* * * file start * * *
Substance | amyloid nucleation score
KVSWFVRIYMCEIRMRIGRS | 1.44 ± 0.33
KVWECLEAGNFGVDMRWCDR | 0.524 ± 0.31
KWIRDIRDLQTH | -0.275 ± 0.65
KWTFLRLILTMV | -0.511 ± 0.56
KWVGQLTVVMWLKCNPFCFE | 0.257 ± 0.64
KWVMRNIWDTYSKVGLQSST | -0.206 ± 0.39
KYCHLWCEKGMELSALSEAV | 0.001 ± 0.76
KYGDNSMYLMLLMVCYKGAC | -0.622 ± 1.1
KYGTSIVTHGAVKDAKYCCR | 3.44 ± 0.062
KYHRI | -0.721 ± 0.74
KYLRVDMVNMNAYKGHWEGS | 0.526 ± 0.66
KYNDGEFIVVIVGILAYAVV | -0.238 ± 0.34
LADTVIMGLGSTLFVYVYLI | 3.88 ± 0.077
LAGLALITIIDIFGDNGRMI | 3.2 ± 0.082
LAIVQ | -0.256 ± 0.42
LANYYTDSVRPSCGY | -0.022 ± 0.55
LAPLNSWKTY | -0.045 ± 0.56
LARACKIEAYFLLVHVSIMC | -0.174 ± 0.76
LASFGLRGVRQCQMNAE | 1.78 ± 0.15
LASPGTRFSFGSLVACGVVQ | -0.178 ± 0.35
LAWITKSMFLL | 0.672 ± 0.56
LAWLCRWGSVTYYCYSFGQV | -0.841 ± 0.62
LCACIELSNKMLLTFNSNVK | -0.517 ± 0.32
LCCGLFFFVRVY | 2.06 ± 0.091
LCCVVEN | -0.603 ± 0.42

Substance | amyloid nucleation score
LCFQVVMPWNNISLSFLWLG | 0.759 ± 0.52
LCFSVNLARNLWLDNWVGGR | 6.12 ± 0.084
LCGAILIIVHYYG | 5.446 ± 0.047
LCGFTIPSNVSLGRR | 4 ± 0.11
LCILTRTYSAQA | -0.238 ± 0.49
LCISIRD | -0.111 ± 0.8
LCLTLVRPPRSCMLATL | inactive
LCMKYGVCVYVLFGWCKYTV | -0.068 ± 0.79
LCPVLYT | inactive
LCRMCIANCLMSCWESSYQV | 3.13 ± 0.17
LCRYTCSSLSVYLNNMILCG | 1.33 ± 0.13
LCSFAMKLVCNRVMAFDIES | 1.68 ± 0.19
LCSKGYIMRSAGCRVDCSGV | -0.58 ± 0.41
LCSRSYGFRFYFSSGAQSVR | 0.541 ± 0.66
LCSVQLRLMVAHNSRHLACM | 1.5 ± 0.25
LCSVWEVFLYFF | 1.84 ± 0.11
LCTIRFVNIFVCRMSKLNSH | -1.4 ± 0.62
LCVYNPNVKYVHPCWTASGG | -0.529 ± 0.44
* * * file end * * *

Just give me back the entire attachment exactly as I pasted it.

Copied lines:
Substance | amyloid nucleation score
KVSWFVRIYMCEIRMRIGRS | 1.44 ± 0.33
KVWECLEAGNFGVDMRWCDR | 0.524 ± 0.31
KWIRDIRDLQTH | -0.275 ± 0.65
KWTFLRLILTMV | -0.511 ± 0.56
KWVGQLTVVMWLKCNPFCFE | 0.257 ± 0.64
KWVMRNIWDTYSKVGLQSST | -0.206 ± 0.39
KYCHLWCEKGMELSALSEAV | 0.001 ± 0.76
KYGDNSMYLMLLMVCYKGAC | -0.622 ± 1.1
KYGTSIVTHGAVKDAKYCCR | 3.44 ± 0.062
KYHRI | -0.721 ± 0.74
KYLRVDMVNMNAYKGHWEGS | 0.526 ± 0.66
KYNDGEFIVVIVGILAYAVV | -0.238 ± 0.34
LADTVIMGLGSTLFVYVYLI | 3.88 ± 0.077
LAGLALITIIDIFGDNGRMI | 3.2 ± 0.082
LAIVQ | -0.256 ± 0.42
LANYYTDSVRPSCGY | -0.022 ± 0.55
LAPLNSWKTY | -0.045 ± 0.56
LARACKIEAYFLLVHVSIMC | -0.174 ± 0.76
LASFGLRGVRQCQMNAE | 1.78 ± 0.15
LASPGTRFSFGSLVACGVVQ | -0.178 ± 0.35
LAWITKSMFLL | 0.672 ± 0.56
LAWLCRWGSVTYYCYSFGQV | -0.841 ± 0.62
LCACIELSNKMLLTFNSNVK | -0.517 ± 0.32
LCCGLFFFVRVY | 2.06 ± 0.091
LCCVVEN | -0.603 ± 0.42

Substance | amyloid nucleation score
LCFQVVMPWNNISLSFLWLG | 0.759 ± 0.52
LCFSVNLARNLWLDNWVGGR | 6.12 ± 0.084
LCGAILIIVHYYG | 5.446 ± 0.047
LCGFTIPSNVSLGRR | 4 ± 0.11
LCILTRTYSAQA | -0.238 ± 0.49
LCISIRD | -0.111 ± 0.8
LCLTLVRPPRSCMLATL | inactive
LCMKYGVCVYVLFGWCKYTV | -0.068 ± 0.79
LCPVLYT | inactive
LCRMCIANCLMSCWESSYQV | 3.13 ± 0.17
LCRYTCSSLSVYLNNMILCG | 1.33 ± 0.13
LCSFAMKLVCNRVMAFDIES | 1.68 ± 0.19
LCSKGYIMRSAGCRVDCSGV | -0.58 ± 0.41
LCSRSYGFRFYFSSGAQSVR | 0.541 ± 0.66
LCSVQLRLMVAHNSRHLACM | 1.5 ± 0.25
LCSVWEVFLYFF | 1.84 ± 0.11
LCTIRFVNIFVCRMSKLNSH | -1.4 ± 0.62
LCVYNPNVKYVHPCWTASGG | -0.529 ± 0.44